THE BITTER stand-off disputes at three Rolls Royce aero-engine plants, where workers are continuing their weekly two-day strikes, look no closer to being settled.
Five hundred research workers at East Kilbride are fighting to keep their jobs in the face of company attempts to transfer their work to Derby, while at Coventry and Bristol the battle is against enforced six-day working and pay cuts.
On Wednesday around 50 workers from East Kilbride and Coventry’s Ansty aero-engine section picketed the company’s annual general meeting at the plush QE2 Conference Centre in Westminster. The mood was very determined, and the strikers are pleased by the excellent response from their fellow workers to the £2 weekly levy in their support.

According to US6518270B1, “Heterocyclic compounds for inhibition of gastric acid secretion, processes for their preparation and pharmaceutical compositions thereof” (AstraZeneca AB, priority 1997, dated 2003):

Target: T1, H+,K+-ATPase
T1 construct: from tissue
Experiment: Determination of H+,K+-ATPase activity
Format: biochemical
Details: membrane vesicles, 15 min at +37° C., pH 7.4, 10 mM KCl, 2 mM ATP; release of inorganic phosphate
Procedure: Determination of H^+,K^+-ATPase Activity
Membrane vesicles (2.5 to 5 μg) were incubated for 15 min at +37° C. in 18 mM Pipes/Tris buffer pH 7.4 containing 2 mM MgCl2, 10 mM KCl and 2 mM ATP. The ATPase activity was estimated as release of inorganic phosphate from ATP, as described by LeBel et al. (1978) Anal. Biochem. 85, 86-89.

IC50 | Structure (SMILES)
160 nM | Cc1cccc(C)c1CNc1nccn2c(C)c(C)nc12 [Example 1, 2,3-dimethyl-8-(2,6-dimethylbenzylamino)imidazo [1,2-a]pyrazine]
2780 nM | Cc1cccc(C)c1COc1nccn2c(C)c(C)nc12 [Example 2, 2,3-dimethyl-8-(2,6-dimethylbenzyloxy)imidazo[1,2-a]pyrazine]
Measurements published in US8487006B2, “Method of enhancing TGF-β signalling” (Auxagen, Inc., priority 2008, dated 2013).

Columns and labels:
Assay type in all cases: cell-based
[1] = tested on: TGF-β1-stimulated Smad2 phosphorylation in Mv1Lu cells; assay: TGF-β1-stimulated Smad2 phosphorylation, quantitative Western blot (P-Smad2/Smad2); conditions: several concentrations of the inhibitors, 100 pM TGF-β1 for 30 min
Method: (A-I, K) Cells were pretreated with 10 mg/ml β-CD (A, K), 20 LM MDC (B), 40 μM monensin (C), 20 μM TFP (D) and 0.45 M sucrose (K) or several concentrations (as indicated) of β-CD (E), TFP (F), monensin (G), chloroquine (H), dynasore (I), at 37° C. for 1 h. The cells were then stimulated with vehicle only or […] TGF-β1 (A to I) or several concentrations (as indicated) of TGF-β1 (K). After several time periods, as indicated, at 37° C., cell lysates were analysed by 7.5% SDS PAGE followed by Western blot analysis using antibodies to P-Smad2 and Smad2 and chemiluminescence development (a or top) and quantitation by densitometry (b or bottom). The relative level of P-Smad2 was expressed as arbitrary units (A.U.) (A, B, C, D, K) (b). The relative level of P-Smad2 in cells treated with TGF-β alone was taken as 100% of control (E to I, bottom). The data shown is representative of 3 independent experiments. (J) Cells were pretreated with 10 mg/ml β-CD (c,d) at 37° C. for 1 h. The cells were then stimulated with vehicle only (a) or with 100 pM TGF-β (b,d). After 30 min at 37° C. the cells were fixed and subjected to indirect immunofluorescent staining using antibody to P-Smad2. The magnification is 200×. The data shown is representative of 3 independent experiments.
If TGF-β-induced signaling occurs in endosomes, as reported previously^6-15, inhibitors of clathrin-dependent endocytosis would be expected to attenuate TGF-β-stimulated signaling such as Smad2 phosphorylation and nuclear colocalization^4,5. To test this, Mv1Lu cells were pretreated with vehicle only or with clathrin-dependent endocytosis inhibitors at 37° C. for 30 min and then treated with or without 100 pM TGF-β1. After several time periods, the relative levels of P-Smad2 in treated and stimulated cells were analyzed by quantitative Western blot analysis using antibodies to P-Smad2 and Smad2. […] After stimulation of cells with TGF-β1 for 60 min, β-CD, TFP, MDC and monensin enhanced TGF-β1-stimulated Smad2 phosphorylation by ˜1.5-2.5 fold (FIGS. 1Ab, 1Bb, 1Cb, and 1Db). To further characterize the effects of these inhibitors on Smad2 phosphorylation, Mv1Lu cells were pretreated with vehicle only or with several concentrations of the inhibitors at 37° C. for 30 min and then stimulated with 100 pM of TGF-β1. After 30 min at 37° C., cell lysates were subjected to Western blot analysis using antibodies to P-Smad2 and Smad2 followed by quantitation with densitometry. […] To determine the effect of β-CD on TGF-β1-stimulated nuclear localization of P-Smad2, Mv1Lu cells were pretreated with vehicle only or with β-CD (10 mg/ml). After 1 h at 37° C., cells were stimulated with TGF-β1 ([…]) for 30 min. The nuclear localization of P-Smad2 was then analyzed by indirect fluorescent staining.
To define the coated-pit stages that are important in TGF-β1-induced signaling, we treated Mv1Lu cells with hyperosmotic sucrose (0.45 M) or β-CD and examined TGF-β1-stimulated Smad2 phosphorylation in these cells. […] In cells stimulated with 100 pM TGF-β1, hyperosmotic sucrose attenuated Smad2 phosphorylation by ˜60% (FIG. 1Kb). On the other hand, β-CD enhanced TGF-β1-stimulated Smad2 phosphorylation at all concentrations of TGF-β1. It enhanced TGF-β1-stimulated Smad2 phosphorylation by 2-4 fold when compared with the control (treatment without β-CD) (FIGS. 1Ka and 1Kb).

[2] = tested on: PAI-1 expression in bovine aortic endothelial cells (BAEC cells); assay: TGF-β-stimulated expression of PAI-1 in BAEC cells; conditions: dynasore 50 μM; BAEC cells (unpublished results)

However, while some of the pickets said that the main purpose was to gain publicity, the leaflet issued to shareholders from East Kilbride’s joint shop stewards’ committee stated that the reason was “to ask you, as a shareholder concerned with future profitability of Rolls Royce”, ... to oppose “the breaking up of this unique and outstanding team ... renowned for its loyalty ... East Kilbride is consistently the company profit centre ... A business case for closure cannot be made ...”
This kind of appeal can never be successful. Whose advice will the profit-seeking shareholders take: the workers’, whose main concern is their own jobs, or management’s, whose only motivation is profit?
The leaflet implies that Derby workers are somehow less deserving of the work. But surely, if workers are to resist the company attacks, the solidarity achieved through the levy must be built upon?
David Little, a union activist from East Kilbride, told the Weekly Worker: “We are consistently reviewing our tactics. We are in a very determined mood.” Winning tactics have to depend on the workers’ own strength and unity, not on appeals to managers and shareholders to see sense.